By Kate Wilson, risingT Media

It was a real test of patience for the 99 boats that attempted the 92nd Annual Conanicut Yacht Club Around The Island race on Sunday, Septemebr 1. Under a light northerly breeze, the Race Committee, led by Principal Race Officer Mark Grosby, started the first of ten fleets at 1100, but soon after the third fleet started, the wind completely shut off.

The plan was to send the sailors counter-clockwise around Jamestown, an 18-mile course. While the boats in those first divisions drifted in the adverse tide – some ending up hundreds of yards behind the starting line – the rest of the fleets waited between Conanicut YC and Rose Island for the wind to fill. One of those drifters was local J/24 sailor Mike Hill, who had to put out his anchor to prevent getting pulled out with the tide. “I want to thank my crew for being out there through it all, and the Race Committee for sticking with it,” said Hill ashore after sailing.

Chris Cannon’s Alden 62 Verissimo finished second in PHRF Division J. © Cate Brown/

Slowly the wind filled from the southeast and the racing resumed with downwind starts. Colorful spinnakers passed under the Newport Bridge then rounded the north end of the island and beat upwind on the west side of Jamestown. By the time, many of the boats rounded the southern tip of the island at Beavertail Lighthouse, the wind subsided again, making the last leg of the course another challenge of persistence.

Many of the participants, mostly the smaller boats under 30 feet had to retire due to the time limit of the race (all boats must finish by 1800). However, of the 76 finishers, prizes were awarded to those top finishers during the dinner at Conanicut YC.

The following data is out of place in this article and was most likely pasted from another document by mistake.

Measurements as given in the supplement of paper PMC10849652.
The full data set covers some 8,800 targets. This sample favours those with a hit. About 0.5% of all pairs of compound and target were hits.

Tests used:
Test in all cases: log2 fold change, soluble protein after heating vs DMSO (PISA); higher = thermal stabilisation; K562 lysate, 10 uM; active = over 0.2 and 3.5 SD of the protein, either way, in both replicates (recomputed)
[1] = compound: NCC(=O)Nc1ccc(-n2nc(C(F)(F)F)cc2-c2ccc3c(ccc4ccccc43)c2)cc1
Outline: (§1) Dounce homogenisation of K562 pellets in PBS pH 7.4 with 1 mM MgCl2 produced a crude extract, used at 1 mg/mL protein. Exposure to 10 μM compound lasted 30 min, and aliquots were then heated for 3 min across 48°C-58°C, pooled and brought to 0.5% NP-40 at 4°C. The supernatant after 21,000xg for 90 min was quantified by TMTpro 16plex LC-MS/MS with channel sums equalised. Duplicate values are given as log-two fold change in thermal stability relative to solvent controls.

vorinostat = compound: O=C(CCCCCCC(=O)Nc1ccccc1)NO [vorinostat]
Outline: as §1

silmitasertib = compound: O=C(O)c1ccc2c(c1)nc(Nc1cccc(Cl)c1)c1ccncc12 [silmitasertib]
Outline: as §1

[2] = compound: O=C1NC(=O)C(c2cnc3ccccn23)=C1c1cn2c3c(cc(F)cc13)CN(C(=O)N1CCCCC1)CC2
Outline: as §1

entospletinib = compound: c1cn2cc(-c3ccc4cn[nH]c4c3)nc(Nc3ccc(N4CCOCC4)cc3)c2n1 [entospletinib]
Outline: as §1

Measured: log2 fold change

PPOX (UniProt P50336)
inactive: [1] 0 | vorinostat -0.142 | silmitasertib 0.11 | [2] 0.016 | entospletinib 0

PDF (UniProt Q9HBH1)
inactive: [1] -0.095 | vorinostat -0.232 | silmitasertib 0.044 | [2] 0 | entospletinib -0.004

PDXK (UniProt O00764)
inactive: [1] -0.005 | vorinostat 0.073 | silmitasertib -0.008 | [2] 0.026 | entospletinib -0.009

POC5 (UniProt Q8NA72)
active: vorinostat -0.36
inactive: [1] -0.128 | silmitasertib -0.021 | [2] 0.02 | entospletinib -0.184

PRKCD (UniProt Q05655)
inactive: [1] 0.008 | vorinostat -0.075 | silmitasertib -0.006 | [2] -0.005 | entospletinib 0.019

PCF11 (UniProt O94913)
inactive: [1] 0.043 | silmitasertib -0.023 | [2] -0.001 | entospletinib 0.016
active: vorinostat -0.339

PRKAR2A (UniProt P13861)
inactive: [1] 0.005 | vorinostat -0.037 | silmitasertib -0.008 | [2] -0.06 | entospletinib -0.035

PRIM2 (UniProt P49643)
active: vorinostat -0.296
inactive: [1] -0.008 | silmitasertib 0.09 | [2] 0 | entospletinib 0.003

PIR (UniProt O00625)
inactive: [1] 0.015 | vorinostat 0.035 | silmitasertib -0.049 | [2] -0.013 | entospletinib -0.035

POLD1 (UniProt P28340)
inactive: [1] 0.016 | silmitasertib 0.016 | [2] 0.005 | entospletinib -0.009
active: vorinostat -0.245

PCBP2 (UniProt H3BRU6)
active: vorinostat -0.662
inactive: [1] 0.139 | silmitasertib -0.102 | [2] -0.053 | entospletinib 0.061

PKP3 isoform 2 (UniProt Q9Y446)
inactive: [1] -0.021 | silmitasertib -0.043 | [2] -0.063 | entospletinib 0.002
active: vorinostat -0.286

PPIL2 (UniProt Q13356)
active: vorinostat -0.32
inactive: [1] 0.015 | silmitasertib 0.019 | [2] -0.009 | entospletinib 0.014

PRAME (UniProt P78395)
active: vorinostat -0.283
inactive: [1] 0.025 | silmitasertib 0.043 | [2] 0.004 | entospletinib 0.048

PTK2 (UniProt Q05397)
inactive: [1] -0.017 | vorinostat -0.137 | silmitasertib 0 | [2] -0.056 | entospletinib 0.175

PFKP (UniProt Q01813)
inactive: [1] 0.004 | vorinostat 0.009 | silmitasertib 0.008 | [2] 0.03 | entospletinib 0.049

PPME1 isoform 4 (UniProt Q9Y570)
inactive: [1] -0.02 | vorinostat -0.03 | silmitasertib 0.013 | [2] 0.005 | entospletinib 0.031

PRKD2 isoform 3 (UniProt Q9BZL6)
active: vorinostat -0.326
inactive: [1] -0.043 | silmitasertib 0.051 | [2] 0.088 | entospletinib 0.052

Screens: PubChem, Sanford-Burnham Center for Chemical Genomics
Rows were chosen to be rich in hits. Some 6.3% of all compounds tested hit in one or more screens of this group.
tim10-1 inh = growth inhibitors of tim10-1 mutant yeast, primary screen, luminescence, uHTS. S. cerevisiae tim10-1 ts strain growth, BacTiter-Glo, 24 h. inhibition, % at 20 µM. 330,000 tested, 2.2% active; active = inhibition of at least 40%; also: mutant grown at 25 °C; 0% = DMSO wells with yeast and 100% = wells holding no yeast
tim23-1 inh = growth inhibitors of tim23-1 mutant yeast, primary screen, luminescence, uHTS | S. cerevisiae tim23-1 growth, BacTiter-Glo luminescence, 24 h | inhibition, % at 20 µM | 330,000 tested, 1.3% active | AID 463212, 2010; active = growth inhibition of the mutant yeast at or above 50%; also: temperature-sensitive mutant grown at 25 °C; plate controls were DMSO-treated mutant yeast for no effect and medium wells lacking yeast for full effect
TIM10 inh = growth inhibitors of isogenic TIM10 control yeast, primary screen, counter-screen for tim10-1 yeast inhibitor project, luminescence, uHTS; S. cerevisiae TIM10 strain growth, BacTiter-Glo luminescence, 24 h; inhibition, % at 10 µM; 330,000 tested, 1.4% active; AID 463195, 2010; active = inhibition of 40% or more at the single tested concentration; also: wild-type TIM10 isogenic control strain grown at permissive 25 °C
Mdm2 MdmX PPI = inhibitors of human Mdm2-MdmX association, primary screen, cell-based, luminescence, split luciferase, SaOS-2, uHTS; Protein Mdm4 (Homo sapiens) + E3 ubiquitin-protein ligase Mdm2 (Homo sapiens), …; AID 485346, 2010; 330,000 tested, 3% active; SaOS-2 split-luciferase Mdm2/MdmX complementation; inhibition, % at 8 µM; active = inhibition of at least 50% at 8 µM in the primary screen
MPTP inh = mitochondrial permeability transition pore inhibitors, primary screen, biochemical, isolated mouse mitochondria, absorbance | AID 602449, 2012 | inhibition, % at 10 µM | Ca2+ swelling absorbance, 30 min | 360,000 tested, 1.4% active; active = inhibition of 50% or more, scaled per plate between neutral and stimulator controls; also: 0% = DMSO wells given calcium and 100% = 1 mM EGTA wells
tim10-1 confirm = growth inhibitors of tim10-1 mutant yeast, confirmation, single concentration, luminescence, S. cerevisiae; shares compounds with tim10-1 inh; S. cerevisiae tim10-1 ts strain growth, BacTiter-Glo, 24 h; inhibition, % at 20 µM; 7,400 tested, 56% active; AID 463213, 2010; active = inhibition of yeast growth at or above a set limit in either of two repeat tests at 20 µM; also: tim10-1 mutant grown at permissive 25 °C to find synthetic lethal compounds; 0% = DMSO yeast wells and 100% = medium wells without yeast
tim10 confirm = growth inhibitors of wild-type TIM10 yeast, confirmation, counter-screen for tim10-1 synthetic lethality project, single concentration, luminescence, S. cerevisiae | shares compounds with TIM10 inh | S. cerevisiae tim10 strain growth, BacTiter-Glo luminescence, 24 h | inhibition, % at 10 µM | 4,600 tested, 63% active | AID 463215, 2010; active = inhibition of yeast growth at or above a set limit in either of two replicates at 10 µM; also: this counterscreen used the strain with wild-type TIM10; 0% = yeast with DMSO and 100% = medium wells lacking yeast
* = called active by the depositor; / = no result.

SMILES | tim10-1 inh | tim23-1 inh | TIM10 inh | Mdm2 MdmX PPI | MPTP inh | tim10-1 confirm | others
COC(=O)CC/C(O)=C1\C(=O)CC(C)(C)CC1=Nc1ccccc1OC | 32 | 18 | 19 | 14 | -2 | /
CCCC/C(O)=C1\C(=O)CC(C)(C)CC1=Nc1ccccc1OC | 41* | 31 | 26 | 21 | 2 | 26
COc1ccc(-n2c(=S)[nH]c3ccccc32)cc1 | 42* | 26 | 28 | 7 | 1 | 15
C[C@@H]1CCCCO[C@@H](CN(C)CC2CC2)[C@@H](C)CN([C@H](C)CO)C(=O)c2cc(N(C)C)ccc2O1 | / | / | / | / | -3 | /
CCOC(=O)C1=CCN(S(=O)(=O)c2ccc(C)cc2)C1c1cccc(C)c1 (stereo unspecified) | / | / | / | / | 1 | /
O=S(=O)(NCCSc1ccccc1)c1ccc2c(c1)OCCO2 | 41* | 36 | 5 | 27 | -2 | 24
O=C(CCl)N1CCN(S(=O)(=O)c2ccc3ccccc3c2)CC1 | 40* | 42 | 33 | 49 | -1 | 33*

Light air prevailed for this year’s Around the Island Race, the oldest continuing yacht race on Narragansett Bay.

Irie2, a Ker 55 owned by Newport’s Brian Cuhna, was the first to finish with an elapsed time of 2 hours, 52 minutes, 44 seconds, winning the Commodore Bruce R. Brakenhoff Memorial Trophy. However, it was Jim Madden with his C&C 30, Stark Raving Mad VIII, who walked away with the top prize, the Commodore Jim C. Quinn Trophy, with the fastest corrected time of 3 hours, 23 minutes, 53 seconds, nearly six minutes ahead of second place finisher Art Santry’s Ker 50 Temptation/Oakcliff Madden’s crew attributed their winning lap to a “great start and staying in clear breeze to extend from there.”

Other awards handed out were for the CYC members with top results over and under 31 feet. For boats over 30 feet, the award went to Chris Cannon’s Alden 62 Verissimo, and the under-30 award went to Bill Fortenberry, who sailed with his daughter on Quinn, one of the club’s J/22s.


After the wind filled, sailors passed under the Newport Bridge heading north. © Cate Brown/

On his first day on the job, CYC Commodore Andrew Kallfelz welcomed all the sailors and thanked them for their patience throughout the day. He was impressed with the record-breaking number of boats that showed up for the race. Alan Baines, Race Chairman, wrapped up the evening by thanking the sailors once again. “For the last two years, we have had over 100 boats register for this event, clearly hallmarking it as a great way to end and celebrate the summer. We look forward to doing it all again next summer.” For full results, visit and click on “2019 Results.”